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Venture for America plants fellows to halt brain drain

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Venture for America, a non-profit group that places new college grads in startup companies, is coming to Cleveland. The New York-based organization focuses on placing new college grads in jobs at startups in cities with a low cost of living and in the process of revitalization.

“The goal is to create young entrepreneurs,” explains VFA vice president of corporate development Mike Tarullo. “Too many of our best and brightest are going into big firms and too few are going into growth businesses and startups.” Ultimately, the hope is that the fellows will become successful entrepreneurs themselves in the cities where they are assigned.
The VFA team scours college campuses for recruits. The grads then spend two years in startup or growing companies, getting hands-on experience in developing a company. The employers pay the fellows $36,000 a year.
VFA launched 18 months ago with 40 fellows in five cities: Cincinnati, Detroit, New Orleans, Providence and Las Vegas. This year the organization expanded to Cleveland and Baltimore. The concept is modeled after the Teach for America program, which places new teachers in underserved schools.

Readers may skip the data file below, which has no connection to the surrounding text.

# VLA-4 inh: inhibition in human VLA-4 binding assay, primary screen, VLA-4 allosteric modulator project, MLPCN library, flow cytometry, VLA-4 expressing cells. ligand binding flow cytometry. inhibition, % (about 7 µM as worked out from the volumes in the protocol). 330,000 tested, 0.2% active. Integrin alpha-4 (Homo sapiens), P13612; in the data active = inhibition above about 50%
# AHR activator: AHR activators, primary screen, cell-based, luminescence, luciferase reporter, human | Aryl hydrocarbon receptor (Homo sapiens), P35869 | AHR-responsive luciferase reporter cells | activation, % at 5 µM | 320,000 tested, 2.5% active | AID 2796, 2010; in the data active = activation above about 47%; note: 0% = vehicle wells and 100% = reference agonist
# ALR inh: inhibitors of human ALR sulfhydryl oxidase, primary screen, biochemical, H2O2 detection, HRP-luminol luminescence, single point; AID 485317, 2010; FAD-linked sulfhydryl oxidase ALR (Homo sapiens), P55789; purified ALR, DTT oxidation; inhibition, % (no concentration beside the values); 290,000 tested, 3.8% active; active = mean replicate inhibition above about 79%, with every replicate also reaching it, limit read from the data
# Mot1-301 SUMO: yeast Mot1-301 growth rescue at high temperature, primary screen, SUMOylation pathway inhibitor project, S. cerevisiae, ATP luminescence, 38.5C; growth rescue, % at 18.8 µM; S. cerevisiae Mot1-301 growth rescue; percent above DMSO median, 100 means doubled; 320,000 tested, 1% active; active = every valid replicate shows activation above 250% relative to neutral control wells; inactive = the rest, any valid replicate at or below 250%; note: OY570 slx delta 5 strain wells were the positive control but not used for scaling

“We identify cities that are kind of reinventing themselves through entrepreneurship industries,” says Tarullo. “A lot of it is about preventing brain drain.” The VFA wants to create 100,000 new jobs by 2025 by helping young companies expand and train new college graduates to become business builders and job creators.
The organization has identified 25 possible Cleveland companies, and Tarullo has already talked to more than 10 companies that are interested in hiring a fellow. “They are all different sizes in all industries,” he says. “The common thread is great leadership and exciting growth opportunities. The fellows can cut their teeth and spend a couple of years learning and growing.”
VFA plans to send eight to 10 fellows to Cleveland each year. Tarullo has relied on area support organizations to identify companies. “JumpStart and Bizdom have played a huge role,” he says. “They have welcomed us to the community and introduced us to the right people.”

Source: Mike Tarullo
Writer: Karin Connelly
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